Monday, 22 February 2010

Helpful ESX file paths

Check the following file (could be multiple secure logs followed with a .1, .2 etc) for logging in details in to the Service Console.


Check the following file if you like to see the iSCSI session, connection information.


If you are having VMKernel issues look in the following file at the exact same time that the error happen.


Friday, 19 February 2010

Helpful AD Commands

Dsquery is a command-line tool that is built into Windows Server. To use dsquery, you must run the dsquery command from an elevated command prompt.

use dsquery to get back only the active users
dsquery user -limit 0

Command line Active Directory query tool. Primarily used to find and cleanup old computer accounts that haven't been used. Can also be used to clean up user accounts when the proper filter is specified. 

oldcmp -report
Generate html report of all cmpaccs > 90 days old

oldcmp -report -age 0 -onlydisabled
Generate html report of all disabled cmpaccs

oldcmp -disable -unsafe -forreal
Generate html report of all cmpaccs > 90 days, sort on pwage
Will REALLY DISABLE all accounts identified.

csvde examples of import and export user accounts to and from Active Directory.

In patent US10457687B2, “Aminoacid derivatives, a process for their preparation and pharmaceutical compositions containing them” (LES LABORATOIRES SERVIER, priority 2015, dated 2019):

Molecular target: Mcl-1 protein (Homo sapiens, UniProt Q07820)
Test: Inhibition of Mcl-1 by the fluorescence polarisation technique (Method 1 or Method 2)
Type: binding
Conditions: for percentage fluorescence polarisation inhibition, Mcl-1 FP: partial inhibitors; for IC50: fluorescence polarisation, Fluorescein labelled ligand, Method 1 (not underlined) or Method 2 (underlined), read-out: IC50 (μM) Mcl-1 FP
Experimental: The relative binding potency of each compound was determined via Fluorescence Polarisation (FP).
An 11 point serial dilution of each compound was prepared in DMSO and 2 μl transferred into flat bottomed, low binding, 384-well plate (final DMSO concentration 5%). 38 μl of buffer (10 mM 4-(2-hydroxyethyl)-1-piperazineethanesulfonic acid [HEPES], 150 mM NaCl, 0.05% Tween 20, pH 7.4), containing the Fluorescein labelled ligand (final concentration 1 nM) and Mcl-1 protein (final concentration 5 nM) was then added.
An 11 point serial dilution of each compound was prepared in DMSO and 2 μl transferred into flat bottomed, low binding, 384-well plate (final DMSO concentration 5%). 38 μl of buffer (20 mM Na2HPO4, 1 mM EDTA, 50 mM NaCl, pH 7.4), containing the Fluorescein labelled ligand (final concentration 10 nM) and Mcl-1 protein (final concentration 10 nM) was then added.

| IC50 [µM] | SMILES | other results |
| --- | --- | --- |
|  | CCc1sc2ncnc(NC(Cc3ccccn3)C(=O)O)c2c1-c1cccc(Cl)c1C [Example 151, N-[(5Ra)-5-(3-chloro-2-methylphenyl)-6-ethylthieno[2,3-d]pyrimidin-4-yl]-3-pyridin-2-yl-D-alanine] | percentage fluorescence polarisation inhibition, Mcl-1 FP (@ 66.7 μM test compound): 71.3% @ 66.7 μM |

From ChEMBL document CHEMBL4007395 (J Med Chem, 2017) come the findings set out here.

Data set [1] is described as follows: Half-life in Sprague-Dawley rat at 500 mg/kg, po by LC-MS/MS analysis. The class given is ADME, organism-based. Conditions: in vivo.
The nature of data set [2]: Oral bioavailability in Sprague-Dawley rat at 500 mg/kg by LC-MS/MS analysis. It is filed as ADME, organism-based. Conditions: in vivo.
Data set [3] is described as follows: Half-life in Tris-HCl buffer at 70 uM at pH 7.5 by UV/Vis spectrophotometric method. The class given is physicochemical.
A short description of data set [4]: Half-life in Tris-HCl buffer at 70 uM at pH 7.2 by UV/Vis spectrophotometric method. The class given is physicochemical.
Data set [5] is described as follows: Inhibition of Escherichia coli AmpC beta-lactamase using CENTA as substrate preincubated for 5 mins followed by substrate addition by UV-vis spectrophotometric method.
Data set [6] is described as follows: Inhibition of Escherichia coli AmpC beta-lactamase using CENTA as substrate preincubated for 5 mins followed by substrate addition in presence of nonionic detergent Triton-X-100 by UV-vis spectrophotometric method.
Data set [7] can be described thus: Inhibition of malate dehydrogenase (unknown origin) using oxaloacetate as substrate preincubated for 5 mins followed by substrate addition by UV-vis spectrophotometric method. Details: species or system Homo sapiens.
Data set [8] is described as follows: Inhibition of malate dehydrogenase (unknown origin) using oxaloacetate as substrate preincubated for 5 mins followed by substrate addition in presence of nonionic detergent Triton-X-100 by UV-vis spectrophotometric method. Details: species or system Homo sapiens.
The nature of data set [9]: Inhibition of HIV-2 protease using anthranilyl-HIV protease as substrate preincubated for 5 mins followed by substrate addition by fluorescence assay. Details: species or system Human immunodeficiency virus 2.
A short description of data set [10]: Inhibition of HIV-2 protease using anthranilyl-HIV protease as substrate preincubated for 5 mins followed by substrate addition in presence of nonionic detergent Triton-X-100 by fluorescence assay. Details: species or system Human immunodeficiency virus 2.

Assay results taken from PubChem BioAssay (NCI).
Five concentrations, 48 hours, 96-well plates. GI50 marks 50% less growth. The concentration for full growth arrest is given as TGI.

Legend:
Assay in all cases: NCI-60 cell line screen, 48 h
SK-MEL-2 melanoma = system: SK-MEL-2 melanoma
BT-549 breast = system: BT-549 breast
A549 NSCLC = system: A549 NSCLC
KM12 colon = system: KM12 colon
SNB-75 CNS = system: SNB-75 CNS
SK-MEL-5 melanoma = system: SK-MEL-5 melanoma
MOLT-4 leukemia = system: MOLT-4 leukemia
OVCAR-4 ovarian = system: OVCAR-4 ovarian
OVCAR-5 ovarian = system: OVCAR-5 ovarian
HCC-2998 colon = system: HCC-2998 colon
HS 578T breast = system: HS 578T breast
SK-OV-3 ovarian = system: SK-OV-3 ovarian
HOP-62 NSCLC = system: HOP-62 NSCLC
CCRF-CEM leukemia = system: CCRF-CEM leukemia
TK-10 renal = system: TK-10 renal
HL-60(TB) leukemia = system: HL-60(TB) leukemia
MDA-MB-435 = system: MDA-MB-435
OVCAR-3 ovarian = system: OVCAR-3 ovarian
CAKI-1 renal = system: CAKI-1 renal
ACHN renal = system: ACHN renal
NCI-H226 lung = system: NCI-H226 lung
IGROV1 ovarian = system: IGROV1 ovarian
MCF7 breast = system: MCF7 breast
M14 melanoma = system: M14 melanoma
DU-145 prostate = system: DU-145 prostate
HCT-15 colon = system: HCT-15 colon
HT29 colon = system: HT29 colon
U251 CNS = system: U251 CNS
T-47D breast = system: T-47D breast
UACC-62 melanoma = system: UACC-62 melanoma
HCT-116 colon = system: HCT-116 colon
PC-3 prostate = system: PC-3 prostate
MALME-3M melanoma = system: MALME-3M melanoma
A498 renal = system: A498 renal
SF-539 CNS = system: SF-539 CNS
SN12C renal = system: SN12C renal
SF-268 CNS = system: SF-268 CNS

Get a list of members contained within a group
csvde.exe -f output.csv -r (objectClass=group) -l member

Get list of computer objects
csvde.exe -f output.csv -r (objectClass=Computer)

Thursday, 11 February 2010

Understanding VMware Fault Tolerance

VMware Fault Tolerance (FT) provides continuous availability for applications by creating a live shadow instance of a virtual machine that is in virtual lock-step with the primary instance. By allowing instantaneous failover between the two instances in the event of hardware failure, VMware Fault Tolerance eliminates even the smallest of data loss or disruption.

VMware Fault Tolerance (FT) works by creating an identical copy of a virtual machine. One copy of the virtual machine, called the primary, is in an active state, receiving requests, serving information and running applications. Another copy, called the secondary, receives the same input that is received by the primary.

In an FT environment, one virtual machine runs as a primary and FT runs a secondary virtual machine on a different ESX host. The secondary virtual machine shares the primary's virtual disks. The virtual machines are kept in lock-step via logging information sent over a private network connection. The primary is the sender of this logging information and the secondary only listens. FT is based on VMware Record/Replay technology.

In the event that the primary's ESX host fails, the secondary virtual machine takes over without interrupting applications.
VMware FT provides more continuity than VMware HA because FT does not require a virtual machine restart and the secondary virtual machine immediately comes online with all, or almost all state information preserved.
Virtual machines protected by FT are not handled by VMware HA for restart priority. It is considered disabled in the restart priority.

Determining Node Failure
VMware FT uses network heartbeats to determine when primary and backup hosts are down. Backup goes live and becomes the new primary if it declares the current primary dead.
FT uses an atomic operation on the shared VMFS to distinguish between a failed host from a network failure.

VMware FT Migration Transition States